The film begins with a silent text crawl informing us that everything we are about to see really happened- no, really:
Late in the evening of September 29, 1975, a sudden electrical storm struck a rural sea coast area of Georgia. Power lines, felled by high winds, sent hundreds of thousands of volts surging into the muddy ground, cutting off all electricity to the small secluded town of Fly Creek. During the period that followed the storm, the citizens of Fly Creek experienced what scientists believe to be one of the most bizarre freaks of nature ever recorded. This is the story...Of course, this didn't really happen, but you know, even though claims of "true story!" in horror are almost always fake (I'm looking at you, Texas Chainsaw Massacre and Blair Witch Project), I adore it as a cinematic conceit. Given the notion that maybe this did happen, or that it even could happen makes the proceedings just a wee bit more exciting. I kind of like the idea of living in a world where, as Ben Franklin predicted it could hundreds of years ago, electricity might turn worms into ravenous man-eating monsters who wreak havoc on a small-town. I like the idea of living in a world where Leatherface might be real much less so, but I think you get my drift nonetheless.
Mick (Don Scardino) is a New York City boy who takes a bus all the way to Fly Creek, Georgia to visit his new girlfriend Geri (Patricia Pearcy, sporting a southern accent so fake it's hilarious) and to hit some antique shops. He arrives the morning after the big thunderstorm as the citizens of Fly Creek are busy repairing broken windows and dealing with the power outages. What no one knows, however, is that the downed electrical wires are zapping the ground and pissing off the worms- and trust me, honey, you DO NOT want to piss off the worms...especially the blood worms, who bare their fangs and scream in righteous fury! Yes, the worms scream, and director Lieberman doesn't skimp on giving the worms their dramatic close-ups. Fucking ewww!
Geri borrows a truck- a truck full of worms!- from local simpleton worm farmer Roger (R.A. Dow) so she can take Mick into town. As Geri heads off in search of ice, Mick heads into a diner and asks for an egg cream. Oh, City Mouse, acting all stuck-up and asking for a weird beverage is not the way to endear yourself to the locals. Mick gets his drink, however, and upon commencing the sippage, he realizes his drink is Chunky Garden Style. Dropping the glass and exclaiming "Hey! There's a worm in my egg cream!", Mick stirs up all kinds of indignation in the diner owner, who claims innocence, and the local douchebag sheriff, who immediately wants Mick run out of town.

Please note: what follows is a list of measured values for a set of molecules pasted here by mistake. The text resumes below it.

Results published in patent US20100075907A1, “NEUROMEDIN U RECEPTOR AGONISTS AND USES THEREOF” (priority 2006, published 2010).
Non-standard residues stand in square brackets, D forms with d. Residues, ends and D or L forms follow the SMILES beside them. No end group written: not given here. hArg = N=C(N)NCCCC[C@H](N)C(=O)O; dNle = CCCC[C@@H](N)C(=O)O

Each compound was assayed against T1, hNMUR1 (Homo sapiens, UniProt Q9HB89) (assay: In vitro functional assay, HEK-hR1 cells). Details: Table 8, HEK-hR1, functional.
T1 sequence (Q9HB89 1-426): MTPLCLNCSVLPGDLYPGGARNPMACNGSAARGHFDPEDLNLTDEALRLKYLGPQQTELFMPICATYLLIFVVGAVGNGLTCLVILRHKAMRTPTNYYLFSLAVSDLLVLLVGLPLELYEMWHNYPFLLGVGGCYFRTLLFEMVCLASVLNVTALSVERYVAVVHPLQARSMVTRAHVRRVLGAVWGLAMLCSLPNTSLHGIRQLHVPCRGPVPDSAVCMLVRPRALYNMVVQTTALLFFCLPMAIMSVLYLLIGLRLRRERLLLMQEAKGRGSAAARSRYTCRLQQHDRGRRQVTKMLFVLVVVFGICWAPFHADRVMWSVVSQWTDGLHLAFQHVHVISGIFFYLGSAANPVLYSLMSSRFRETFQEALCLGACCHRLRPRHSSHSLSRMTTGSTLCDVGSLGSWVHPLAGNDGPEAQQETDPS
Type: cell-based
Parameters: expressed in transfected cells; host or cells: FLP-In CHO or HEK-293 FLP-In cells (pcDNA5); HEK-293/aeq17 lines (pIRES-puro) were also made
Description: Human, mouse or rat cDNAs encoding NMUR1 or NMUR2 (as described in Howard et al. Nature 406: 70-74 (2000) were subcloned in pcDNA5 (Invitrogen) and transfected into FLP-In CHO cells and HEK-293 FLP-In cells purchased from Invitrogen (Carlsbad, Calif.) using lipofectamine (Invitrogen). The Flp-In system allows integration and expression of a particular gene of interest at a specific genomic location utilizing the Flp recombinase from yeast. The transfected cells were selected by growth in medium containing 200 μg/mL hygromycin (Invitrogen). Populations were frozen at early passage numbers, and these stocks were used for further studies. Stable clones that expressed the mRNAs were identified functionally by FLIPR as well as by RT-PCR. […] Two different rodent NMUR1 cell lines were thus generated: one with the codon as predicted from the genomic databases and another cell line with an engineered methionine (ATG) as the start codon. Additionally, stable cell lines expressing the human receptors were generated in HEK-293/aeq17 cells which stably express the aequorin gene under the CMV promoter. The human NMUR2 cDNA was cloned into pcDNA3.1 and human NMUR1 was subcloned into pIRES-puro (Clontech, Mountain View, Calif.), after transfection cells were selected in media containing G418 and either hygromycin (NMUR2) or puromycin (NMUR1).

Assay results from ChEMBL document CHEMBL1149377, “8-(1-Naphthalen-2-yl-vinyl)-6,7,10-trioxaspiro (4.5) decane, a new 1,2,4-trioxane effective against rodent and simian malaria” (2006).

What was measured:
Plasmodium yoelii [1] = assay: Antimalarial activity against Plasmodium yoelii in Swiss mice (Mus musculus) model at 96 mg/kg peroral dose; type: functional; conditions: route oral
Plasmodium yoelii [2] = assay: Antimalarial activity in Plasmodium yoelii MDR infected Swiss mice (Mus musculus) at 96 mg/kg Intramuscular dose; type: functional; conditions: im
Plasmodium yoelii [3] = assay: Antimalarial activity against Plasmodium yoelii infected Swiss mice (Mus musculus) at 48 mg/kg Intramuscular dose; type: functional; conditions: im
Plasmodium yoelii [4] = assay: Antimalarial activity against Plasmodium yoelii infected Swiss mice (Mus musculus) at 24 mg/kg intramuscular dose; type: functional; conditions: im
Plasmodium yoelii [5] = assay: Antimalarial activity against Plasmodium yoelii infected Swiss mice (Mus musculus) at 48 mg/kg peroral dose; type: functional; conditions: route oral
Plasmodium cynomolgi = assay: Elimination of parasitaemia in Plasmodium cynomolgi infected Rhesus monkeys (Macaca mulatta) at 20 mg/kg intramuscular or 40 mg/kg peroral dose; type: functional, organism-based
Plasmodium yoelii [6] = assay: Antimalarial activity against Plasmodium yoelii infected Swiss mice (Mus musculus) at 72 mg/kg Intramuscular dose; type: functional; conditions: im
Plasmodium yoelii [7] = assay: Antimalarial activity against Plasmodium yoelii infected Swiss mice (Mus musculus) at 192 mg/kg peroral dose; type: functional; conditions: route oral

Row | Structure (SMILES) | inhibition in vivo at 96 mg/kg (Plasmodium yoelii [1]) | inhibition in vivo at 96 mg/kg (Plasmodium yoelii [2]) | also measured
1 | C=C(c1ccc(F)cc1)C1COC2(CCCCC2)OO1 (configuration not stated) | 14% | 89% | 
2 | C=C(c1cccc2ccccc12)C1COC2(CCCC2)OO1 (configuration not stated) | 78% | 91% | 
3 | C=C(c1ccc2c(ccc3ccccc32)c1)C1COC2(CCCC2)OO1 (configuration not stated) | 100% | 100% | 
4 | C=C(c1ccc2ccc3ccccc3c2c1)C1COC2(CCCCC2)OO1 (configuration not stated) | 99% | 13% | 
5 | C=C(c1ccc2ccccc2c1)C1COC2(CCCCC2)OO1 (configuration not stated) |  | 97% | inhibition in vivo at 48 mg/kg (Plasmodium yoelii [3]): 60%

The teens return the truck to Roger, who promptly gets a scolding from his mean old dad Willie (Carl Dagenhart)- it seems that while Mick and Geri were off having Adventures in Ice and Egg Creams, some 100,000 worms escaped from the back of the truck. Mick and Geri apologize and head off to Mr Beardsley's in pursuit of Adventures in Antiquing. Mr Beardsley is nowhere to be found...or is he? No one knows for sure, but there is a skeleton on his property- who could it be?
Mick gets his Murder, She Wrote on and eventually figures out everything: the skeleton is, in fact, the remains of Mr Beardsley...the worms have gone totally cuckoo nutso because of the electricity in the ground and are killing the denizens of Fly Creek...the only thing that seems to fend them off is the light- but nighttime is coming on quick! Whatever shall they do?
After the sun sets, the worms do some major damage, most notably to poor Worm Farmer Willie and his son Roger...payback, maybe? In one of the grosser sequences, Mick discovers why he hears a squish squish sound in Willie's chest instead of a heartbeat:
Roger, meanwhile, gets attacked by worms and somehow lives. The worms burrow into his face- yeah, fucking ewww!- and Roger becomes...I don't know, Super Worm Man Roger or something. He keeps coming back to chase after Geri, the girl of his dreams who had the nerve to fall for a smart city boy instead of a mildly retarded worm farmer.
During the night, the worms take over Geri's house, crawling in from everywhere- including the shower head, in a scene that made me think "Aww, I remember my Play-Doh Fun Factory. That sure was...fun. Wow, truth in advertising!"
And when I say "the worms take over Geri's house", I mean "No really, they really fucking take over the house!"- there are thousands and thousands of worms everywhere, filling rooms, moving in undulating waves, and generally being really gross.
Obviously there's a B-Movie horror side to Squirm, as I've showed you, but where does the "charming" come in? It's all in the characters. While the inferior acting prevents Squirm from becoming a movie on par with Tremors (1990), I still found the characters all terribly likable. I was pleased when Geri's "big city boyfriend" shows up and instead of the good-looking hunk you'd expect, Mick is a total nerd. I liked the blossoming romance between the Mick and Geri, and I found Geri's gawky kid sister Alma (Fran Higgins) sadly believable as she tries to impress Mick by sharing her pot with him and wearing inappropriate shoes she can't really handle.
It's the acting that holds Squirm back from being a great blend of horror, mystery, and black comedy. All the elements are there, sort of, but it never quite meshes together in a cohesive package. It's still a sweet movie with screaming worms, though, so how can you beat that?